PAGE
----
11 leaders from the open source and vendor communities discuss the current open source climate and outline the challenges and opportunities ahead.
Does widespread adoption and commercialization of open source software create new challenges or pressures for open source projects?
Javier Soltero: CEO Hyperic
Commercialization creates added pressures, especially for projects that are separate from the companies that provide commercial offerings around an otherwise free project. Frankly, the idea that commercial interests become involved in an OSS [open source software] project causes an allergic reaction to a lot of people. The reaction is mostly based on the idea that the commercial interests will overwhelm the decision-making process of the project. Realistically, without some amount of accountability, which comes best in the form of commercial interests, open source projects run the risk of becoming largely academic exercises that don't ship in time and have poor usability. How this accountability is applied into the project is the key factor in whether or not the commercialization will mean more success for the project or not.
Increased adoption of a project fuels the need for some level of governance and direction from the project. There's an interesting scenario in communities where tons of adoption bring way too many potentially conflicting interests, and without a proper governance structure, the project struggles because it cannot reconcile and prioritize the diverse requirements being thrown at it.
Both of these cases really don't apply to companies like ours [Hyperic] where the IP [intellectual property], the project, and the company are managed by the same entity. The community is open and works just like any other OSS project. The company is better able to balance the needs to fund and promote the community with the needs to deliver value to its customers.
Matt Asay: Vice president of business development Alfresco
It does, but I believe the very structure of open source mitigates against too much fallout from the success of open source. With all the M&A activity, for example, it's to be expected that some will jump into the market for a quick flip on their investment. But open source isn't something you can force. Community doesn't come easily, and turning adoption into paychecks also doesn't come easily. So I think we are seeing and will continue to see a bit of a gold-rush mentality in open source, but the exigencies of the open source business models will keep us from falling into the same rut that the Web 2.0 world has.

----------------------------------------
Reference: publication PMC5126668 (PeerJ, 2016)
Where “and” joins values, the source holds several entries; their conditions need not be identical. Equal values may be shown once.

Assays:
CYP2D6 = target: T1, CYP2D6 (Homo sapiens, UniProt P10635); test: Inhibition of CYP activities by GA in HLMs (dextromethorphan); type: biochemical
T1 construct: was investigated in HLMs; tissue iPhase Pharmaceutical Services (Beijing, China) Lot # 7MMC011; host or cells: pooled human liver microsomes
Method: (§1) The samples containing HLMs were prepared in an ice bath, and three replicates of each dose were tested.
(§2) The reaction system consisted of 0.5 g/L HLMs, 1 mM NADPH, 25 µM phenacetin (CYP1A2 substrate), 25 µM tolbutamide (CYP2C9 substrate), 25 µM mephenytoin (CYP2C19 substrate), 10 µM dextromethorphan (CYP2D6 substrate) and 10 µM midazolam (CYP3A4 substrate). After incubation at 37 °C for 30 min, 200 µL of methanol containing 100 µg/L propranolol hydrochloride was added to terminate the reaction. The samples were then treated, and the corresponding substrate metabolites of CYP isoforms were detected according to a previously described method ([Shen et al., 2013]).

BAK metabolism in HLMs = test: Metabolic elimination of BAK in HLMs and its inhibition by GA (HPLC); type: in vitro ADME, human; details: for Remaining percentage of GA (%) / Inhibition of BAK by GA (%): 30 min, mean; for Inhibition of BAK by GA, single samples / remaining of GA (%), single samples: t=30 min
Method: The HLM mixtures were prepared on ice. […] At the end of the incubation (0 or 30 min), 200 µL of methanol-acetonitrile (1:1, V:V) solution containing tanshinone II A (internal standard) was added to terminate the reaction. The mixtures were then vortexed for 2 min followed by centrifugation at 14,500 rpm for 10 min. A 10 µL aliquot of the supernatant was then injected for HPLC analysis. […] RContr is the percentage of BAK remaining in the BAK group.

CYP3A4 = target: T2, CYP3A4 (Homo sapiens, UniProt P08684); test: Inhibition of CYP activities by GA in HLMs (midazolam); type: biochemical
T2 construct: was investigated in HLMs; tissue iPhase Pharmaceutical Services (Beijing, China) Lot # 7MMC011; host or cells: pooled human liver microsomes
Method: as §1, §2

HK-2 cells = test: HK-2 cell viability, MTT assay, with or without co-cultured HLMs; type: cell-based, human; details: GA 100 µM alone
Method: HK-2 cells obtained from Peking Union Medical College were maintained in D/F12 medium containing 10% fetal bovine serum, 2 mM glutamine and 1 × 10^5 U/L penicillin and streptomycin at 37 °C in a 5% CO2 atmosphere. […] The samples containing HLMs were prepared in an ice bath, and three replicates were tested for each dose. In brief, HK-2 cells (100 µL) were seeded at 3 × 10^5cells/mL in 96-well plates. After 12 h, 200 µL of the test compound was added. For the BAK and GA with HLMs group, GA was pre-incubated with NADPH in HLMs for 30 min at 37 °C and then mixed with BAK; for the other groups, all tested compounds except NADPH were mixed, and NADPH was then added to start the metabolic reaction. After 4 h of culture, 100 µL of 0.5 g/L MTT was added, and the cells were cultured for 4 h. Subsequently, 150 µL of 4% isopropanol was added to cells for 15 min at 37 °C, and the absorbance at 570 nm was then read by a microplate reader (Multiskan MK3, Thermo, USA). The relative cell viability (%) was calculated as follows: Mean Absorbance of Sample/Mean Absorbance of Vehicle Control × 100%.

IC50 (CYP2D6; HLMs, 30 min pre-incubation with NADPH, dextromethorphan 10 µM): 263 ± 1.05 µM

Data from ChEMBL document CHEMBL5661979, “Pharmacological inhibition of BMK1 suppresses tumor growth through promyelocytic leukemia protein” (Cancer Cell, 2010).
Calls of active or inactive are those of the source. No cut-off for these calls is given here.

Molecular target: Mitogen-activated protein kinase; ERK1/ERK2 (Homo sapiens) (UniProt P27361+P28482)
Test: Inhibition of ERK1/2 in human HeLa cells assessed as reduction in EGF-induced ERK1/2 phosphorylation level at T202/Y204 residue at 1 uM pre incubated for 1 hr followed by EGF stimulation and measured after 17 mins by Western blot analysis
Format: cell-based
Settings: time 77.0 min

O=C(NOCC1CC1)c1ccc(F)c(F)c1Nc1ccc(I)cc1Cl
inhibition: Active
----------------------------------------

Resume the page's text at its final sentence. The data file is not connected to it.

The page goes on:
The thing I worry most about, however, is related to my prior point and involves attempts to shortcut open source. Many see it as a mere marketing gimmick. They provide a certain amount of open source code as a teaser to get someone to buy into the "real" version of their software. This diminishes the value of open source for customers and, in my experience, is the product of too little confidence in the open source model. I don't want customers to come to believe that open source is a new vendor-delivered parlor trick and lose interest.
There are projects and there are companies. Commercial growth is not everyone's top priority. Apache is hugely popular even though no one makes money off it. But I think there's greater awareness that you can build a business with open source today. That wasn't clear five or 10 years ago. Companies like Red Hat, Sun, IBM, make hundreds of millions in revenue due to open source software.
But you need to be clear if what you're doing is commercial or just a project. And if it's commercial, you need a business model that delivers value to paying customers. In effect, there are two classes of users in open source, and both are markets to pay attention to. There are your nonpaying community users and paying corporate customers. And you need to serve the needs of both groups at the same time. If you are not commercial enough, you end up like Apache. If you are not community-oriented enough, you'll never get the adoption and scale that works. Adoption must come first before there's an opportunity to commercialize. It's not easy to do this, but if you do it right, it works out well for both audiences.